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ERIC Number: EJ923612
Record Type: Journal
Publication Date: 2011
Pages: 8
Abstractor: ERIC
Reference Count: N/A
ISSN: ISSN-0161-6463
Native Americans, the National Parks, and the Concept of Historical Inevitability
Nash, Gary B.
American Indian Culture and Research Journal, v35 n1 p73-80 2011
In this article, the author talks about native Americans, the national parks and the concept of historical inevitability. The notion of historical inevitability, always a victor's argument, is as old as the stories of the ancient conquerors. It has permeated the history of Indian America, as told by white historians, and people are still today climbing out from under its noxious message. The author contends that the organizing concept of historical inevitability becomes the salve of a troubled national conscience. Today one can recognize that the argument of historical inevitability is a profoundly undemocratic notion. Nearly every teacher tells his or her students that their lives count, they can become an army of one, history does not have them by the throat, and they are the makers of tomorrow's history. That message flies in the face of the notion of historical inevitability. The author points out that human interaction with the environment, human action with other humans, the protection of natural and cultural resources, and sensitivity to Native American history in creating narratives for the consumption of visitors at multiple national parks is always contingent on human desires, human actions, and human decisions. The American Indian Studies Center at UCLA, one hopes, will be on the front lines as it moves toward its half-century anniversary. (Contains 9 notes.)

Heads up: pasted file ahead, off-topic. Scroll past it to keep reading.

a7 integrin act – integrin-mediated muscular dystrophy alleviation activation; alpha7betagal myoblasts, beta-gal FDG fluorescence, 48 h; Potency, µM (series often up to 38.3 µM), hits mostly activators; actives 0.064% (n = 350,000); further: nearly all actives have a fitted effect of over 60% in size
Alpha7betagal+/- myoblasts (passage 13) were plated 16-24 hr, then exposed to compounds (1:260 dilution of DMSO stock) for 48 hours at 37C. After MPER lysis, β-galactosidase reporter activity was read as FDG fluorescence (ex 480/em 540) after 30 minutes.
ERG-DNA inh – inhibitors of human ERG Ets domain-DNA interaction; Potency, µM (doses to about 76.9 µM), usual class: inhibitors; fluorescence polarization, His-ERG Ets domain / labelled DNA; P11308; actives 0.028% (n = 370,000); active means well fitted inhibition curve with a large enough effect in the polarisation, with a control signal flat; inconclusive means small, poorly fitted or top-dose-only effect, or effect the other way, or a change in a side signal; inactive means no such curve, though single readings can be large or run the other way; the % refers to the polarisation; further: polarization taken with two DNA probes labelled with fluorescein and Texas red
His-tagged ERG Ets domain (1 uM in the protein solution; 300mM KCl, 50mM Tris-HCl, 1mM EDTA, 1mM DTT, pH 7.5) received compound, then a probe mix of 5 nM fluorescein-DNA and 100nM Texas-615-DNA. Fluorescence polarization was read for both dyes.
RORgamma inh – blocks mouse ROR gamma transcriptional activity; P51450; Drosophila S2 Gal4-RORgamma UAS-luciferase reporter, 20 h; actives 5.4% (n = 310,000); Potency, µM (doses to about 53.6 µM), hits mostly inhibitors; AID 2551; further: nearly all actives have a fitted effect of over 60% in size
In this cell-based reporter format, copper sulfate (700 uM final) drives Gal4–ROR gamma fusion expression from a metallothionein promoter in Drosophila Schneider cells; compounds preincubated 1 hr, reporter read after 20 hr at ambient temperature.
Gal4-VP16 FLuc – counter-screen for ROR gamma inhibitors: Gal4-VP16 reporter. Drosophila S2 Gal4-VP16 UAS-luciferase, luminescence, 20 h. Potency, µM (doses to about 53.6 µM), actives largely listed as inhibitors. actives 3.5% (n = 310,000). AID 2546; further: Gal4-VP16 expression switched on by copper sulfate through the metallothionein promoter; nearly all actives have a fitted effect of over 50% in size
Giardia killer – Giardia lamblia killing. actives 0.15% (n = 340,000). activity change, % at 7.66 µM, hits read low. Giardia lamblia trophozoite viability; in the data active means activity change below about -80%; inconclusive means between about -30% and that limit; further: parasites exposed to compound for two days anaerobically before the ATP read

American Indian Studies Center at UCLA. 3220 Campbell Hall, Box 951548, Los Angeles, CA 90095-1548. Tel: 310-825-7315; Fax: 310-206-7060; e-mail:; Web site:
Publication Type: Journal Articles; Opinion Papers
Education Level: N/A
Audience: N/A
Language: English
Sponsor: N/A
Authoring Institution: N/A
Identifiers - Location: California